How does time feature in the physical description of the world, and how does this description relate to how time appears to us? Among other things, this course will look at how time is defined and used in the physics from Aristotle to Einstein, at the experience of a 'flow' of time, at time travel, at why Champagne corks pop but not 'unpop', and at whether one could causally affect the past.

PH354B: SCEPTICISM

15 credits

Level 3

Second Sub Session

This advanced course in epistemology focuses on the recent philosophical debate on scepticism. We will single out prominent forms of scepticism and explore attempts to respond to them. The emphasis will be on external world scepticism and responses to it. The course doesn't aim to reject scepticism. Its function is rather that of illuminating and critically discussing problems affecting our most basic theses, notions and intuitions in epistemology through the analysis of sceptical arguments.

PH354D: RESEARCH RELATED SUBJECT 1

30 credits

Level 3

Second Sub Session

 

The Metaphysics of Possibility. In almost any area of contemporary philosophy that you study, you will eventually encounter talk of possible worlds. Physicalism, naturalism in ethics, counterfactuals, necessity and possibility, propositions, mental and linguistic content, to name a few, are often stated or analyzed in terms of possible worlds. What should we make of all this possible worlds talk? Should we take it as the literal truth? Is there really a possible world in which I am a concert violist? If so, then what sorts of things are possible worlds?

PH354F: SEX, RACE AND DISABILITY

15 credits

Level 3

Second Sub Session

 

Some of the most pervasive forms of discrimination are based on sex, sexual orientation, race, and disabilities. Each of these categories straddles the boundaries between facts and values. This course investigates the extent to which they reflect biological features and value judgements and how they underpin intuitions about what is ‘natural’, ‘abnormal’, ‘innate’ or ‘a matter of choice’.

PH402D: PHILOSOPHY DISSERTATION

30 credits

Level 4

Both Sessions

The dissertation is on a topic in philosophy. The specific topic will be chosen by the student with the approval of the supervisor. The choice of topics is restricted insofar as it must fall within the teaching competence of the supervisor.

PH4054: KANTS CRITIQUE OF PURE REASON

30 credits

Level 4

First Sub Session

Kant's Critique of Pure Reason (1781) is one of the most important works of Western philosophy. Kant focuses on what we can and cannot know, transforming concepts of freedom, God, self, and nature along the way. In resolving the impasse between rationalism and empiricism, Kant set out a new approach to epistemology and metaphysics called transcendental idealism. This fundamental turning-point in philosophy also generated some enduring problems. This course focuses on reading and understanding the Critique alongside selected critical works. Working closely with the text, we will understand Kant's arguments, their significance, and the problems that they generated.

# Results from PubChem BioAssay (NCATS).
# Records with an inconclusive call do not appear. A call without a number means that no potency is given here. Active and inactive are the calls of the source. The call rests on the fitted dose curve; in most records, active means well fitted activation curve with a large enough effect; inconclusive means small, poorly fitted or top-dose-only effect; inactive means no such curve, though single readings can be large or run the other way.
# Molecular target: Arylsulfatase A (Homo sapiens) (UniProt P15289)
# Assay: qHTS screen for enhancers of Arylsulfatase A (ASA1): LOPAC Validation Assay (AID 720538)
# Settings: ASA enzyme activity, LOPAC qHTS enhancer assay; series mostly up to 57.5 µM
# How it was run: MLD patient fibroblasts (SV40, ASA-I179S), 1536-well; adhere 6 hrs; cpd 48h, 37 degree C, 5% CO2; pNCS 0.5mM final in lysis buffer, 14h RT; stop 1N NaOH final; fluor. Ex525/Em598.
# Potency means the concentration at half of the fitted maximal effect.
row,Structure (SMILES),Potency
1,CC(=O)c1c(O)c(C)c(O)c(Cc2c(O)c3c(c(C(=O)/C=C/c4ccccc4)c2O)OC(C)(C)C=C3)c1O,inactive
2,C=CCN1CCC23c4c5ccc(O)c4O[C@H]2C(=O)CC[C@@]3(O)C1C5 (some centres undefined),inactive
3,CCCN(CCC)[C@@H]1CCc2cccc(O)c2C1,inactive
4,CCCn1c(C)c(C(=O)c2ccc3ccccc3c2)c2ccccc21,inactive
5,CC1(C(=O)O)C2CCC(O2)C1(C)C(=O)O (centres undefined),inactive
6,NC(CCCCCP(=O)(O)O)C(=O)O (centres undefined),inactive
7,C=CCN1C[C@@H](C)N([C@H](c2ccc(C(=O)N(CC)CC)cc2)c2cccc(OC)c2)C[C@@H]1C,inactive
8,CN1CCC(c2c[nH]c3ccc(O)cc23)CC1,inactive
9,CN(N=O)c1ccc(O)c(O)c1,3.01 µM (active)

PH405K: CLASSIC TEXTS IN PHILOSOPHY OF RELIGION

30 credits

Level 4

First Sub Session

Many religious questions and topics have often been central to philosophical reflection in the long philosophical tradition of the West that reaches from Ancient Greece to the present day.  By way of common close extended reading and analysis of one or more classic texts from this tradition of Philosophy of Religion, this course invites students to delve more deeply into the way religious questions have been approached  by important philosophical thinkers as wider ranging as Plato, Hume, Kant, Hegel, Nietzsche and Plantinga.

PH454B: SCEPTICISM

15 credits

Level 4

Second Sub Session

This advanced course in epistemology focuses on the recent philosophical debate on scepticism. We will single out prominent forms of scepticism and explore attempts to respond to them. The emphasis will be on external world scepticism and responses to it. The course doesn't aim to reject scepticism. Its function is rather that of illuminating and critically discussing problems affecting our most basic theses, notions and intuitions in epistemology through the analysis of sceptical arguments.

PH454D: RESEARCH RELATED SUBJECT 1

30 credits

Level 4

Second Sub Session

 

The Metaphysics of Possibility. In almost any area of contemporary philosophy that you study, you will eventually encounter talk of possible worlds. Physicalism, naturalism in ethics, counterfactuals, necessity and possibility, propositions, mental and linguistic content, to name a few, are often stated or analyzed in terms of possible worlds. What should we make of all this possible worlds talk? Should we take it as the literal truth? Is there really a possible world in which I am a concert violist? If so, then what sorts of things are possible worlds?

 

PH454F: SEX, RACE AND DISABILITY

15 credits

Level 4

Second Sub Session

 

Some of the most pervasive forms of discrimination are based on sex, sexual orientation, race, and disabilities. Each of these categories straddles the boundaries between facts and values. This course investigates the extent to which they reflect biological features and value judgements and how they underpin intuitions about what is ‘natural’, ‘abnormal’, ‘innate’ or ‘a matter of choice’.

PH454Z: PHILOSOPHY OF TIME

30 credits

Level 4

First Sub Session

How does time feature in the physical description of the world, and how does this description relate to how time appears to us? Among other things, this course will look at how time is defined and used in the physics from Aristotle to Einstein, at the experience of a 'flow' of time, at time travel, at why Champagne corks pop but not 'unpop', and at whether one could causally affect the past.